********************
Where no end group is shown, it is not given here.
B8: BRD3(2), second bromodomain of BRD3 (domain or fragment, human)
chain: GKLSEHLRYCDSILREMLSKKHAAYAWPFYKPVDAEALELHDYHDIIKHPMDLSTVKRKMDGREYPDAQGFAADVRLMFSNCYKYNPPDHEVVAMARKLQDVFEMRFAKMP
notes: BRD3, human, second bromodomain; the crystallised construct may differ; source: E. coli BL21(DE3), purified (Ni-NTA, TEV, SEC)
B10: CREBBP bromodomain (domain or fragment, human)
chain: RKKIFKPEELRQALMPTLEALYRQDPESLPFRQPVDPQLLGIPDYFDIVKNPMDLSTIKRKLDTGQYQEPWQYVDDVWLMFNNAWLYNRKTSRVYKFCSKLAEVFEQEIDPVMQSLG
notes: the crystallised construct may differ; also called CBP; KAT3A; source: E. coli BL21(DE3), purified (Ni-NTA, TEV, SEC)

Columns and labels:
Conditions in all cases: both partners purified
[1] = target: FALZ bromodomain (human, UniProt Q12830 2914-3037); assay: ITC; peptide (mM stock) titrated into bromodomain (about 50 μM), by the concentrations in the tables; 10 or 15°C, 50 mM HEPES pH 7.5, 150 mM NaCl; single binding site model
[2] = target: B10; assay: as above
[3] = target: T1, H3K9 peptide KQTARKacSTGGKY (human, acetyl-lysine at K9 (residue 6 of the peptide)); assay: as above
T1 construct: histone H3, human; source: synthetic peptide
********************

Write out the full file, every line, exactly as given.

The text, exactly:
Where no end group is shown, it is not given here.
B8: BRD3(2), second bromodomain of BRD3 (domain or fragment, human)
chain: GKLSEHLRYCDSILREMLSKKHAAYAWPFYKPVDAEALELHDYHDIIKHPMDLSTVKRKMDGREYPDAQGFAADVRLMFSNCYKYNPPDHEVVAMARKLQDVFEMRFAKMP
notes: BRD3, human, second bromodomain; the crystallised construct may differ; source: E. coli BL21(DE3), purified (Ni-NTA, TEV, SEC)
B10: CREBBP bromodomain (domain or fragment, human)
chain: RKKIFKPEELRQALMPTLEALYRQDPESLPFRQPVDPQLLGIPDYFDIVKNPMDLSTIKRKLDTGQYQEPWQYVDDVWLMFNNAWLYNRKTSRVYKFCSKLAEVFEQEIDPVMQSLG
notes: the crystallised construct may differ; also called CBP; KAT3A; source: E. coli BL21(DE3), purified (Ni-NTA, TEV, SEC)

Columns and labels:
Conditions in all cases: both partners purified
[1] = target: FALZ bromodomain (human, UniProt Q12830 2914-3037); assay: ITC; peptide (mM stock) titrated into bromodomain (about 50 μM), by the concentrations in the tables; 10 or 15°C, 50 mM HEPES pH 7.5, 150 mM NaCl; single binding site model
[2] = target: B10; assay: as above
[3] = target: T1, H3K9 peptide KQTARKacSTGGKY (human, acetyl-lysine at K9 (residue 6 of the peptide)); assay: as above
T1 construct: histone H3, human; source: synthetic peptide